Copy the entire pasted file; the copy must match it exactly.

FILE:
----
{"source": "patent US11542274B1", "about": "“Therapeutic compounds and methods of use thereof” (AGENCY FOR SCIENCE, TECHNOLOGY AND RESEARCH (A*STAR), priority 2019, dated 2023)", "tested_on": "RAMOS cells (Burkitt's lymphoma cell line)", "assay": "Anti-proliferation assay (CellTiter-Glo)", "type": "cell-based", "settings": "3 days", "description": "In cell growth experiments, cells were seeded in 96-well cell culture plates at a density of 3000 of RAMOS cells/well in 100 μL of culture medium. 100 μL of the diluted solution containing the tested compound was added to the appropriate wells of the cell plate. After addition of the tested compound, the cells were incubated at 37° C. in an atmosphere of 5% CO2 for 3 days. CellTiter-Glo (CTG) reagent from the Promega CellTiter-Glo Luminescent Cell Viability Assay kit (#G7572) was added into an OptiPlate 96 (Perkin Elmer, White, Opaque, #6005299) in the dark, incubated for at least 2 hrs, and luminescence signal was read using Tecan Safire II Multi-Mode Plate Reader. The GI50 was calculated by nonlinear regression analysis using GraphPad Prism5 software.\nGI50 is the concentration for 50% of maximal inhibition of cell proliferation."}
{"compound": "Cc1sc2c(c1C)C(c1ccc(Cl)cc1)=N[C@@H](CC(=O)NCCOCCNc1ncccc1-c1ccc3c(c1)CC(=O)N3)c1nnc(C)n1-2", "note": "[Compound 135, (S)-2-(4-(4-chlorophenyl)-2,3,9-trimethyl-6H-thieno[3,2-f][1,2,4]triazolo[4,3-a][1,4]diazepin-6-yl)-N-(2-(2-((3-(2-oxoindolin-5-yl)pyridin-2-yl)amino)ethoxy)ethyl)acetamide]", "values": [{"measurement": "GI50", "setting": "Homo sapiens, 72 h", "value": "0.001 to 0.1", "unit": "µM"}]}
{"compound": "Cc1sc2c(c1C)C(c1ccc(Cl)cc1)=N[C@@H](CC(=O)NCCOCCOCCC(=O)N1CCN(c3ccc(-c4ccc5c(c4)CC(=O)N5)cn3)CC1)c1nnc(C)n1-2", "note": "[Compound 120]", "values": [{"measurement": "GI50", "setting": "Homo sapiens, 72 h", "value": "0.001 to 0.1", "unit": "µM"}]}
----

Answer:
{"source": "patent US11542274B1", "about": "“Therapeutic compounds and methods of use thereof” (AGENCY FOR SCIENCE, TECHNOLOGY AND RESEARCH (A*STAR), priority 2019, dated 2023)", "tested_on": "RAMOS cells (Burkitt's lymphoma cell line)", "assay": "Anti-proliferation assay (CellTiter-Glo)", "type": "cell-based", "settings": "3 days", "description": "In cell growth experiments, cells were seeded in 96-well cell culture plates at a density of 3000 of RAMOS cells/well in 100 μL of culture medium. 100 μL of the diluted solution containing the tested compound was added to the appropriate wells of the cell plate. After addition of the tested compound, the cells were incubated at 37° C. in an atmosphere of 5% CO2 for 3 days. CellTiter-Glo (CTG) reagent from the Promega CellTiter-Glo Luminescent Cell Viability Assay kit (#G7572) was added into an OptiPlate 96 (Perkin Elmer, White, Opaque, #6005299) in the dark, incubated for at least 2 hrs, and luminescence signal was read using Tecan Safire II Multi-Mode Plate Reader. The GI50 was calculated by nonlinear regression analysis using GraphPad Prism5 software.\nGI50 is the concentration for 50% of maximal inhibition of cell proliferation."}
{"compound": "Cc1sc2c(c1C)C(c1ccc(Cl)cc1)=N[C@@H](CC(=O)NCCOCCNc1ncccc1-c1ccc3c(c1)CC(=O)N3)c1nnc(C)n1-2", "note": "[Compound 135, (S)-2-(4-(4-chlorophenyl)-2,3,9-trimethyl-6H-thieno[3,2-f][1,2,4]triazolo[4,3-a][1,4]diazepin-6-yl)-N-(2-(2-((3-(2-oxoindolin-5-yl)pyridin-2-yl)amino)ethoxy)ethyl)acetamide]", "values": [{"measurement": "GI50", "setting": "Homo sapiens, 72 h", "value": "0.001 to 0.1", "unit": "µM"}]}
{"compound": "Cc1sc2c(c1C)C(c1ccc(Cl)cc1)=N[C@@H](CC(=O)NCCOCCOCCC(=O)N1CCN(c3ccc(-c4ccc5c(c4)CC(=O)N5)cn3)CC1)c1nnc(C)n1-2", "note": "[Compound 120]", "values": [{"measurement": "GI50", "setting": "Homo sapiens, 72 h", "value": "0.001 to 0.1", "unit": "µM"}]}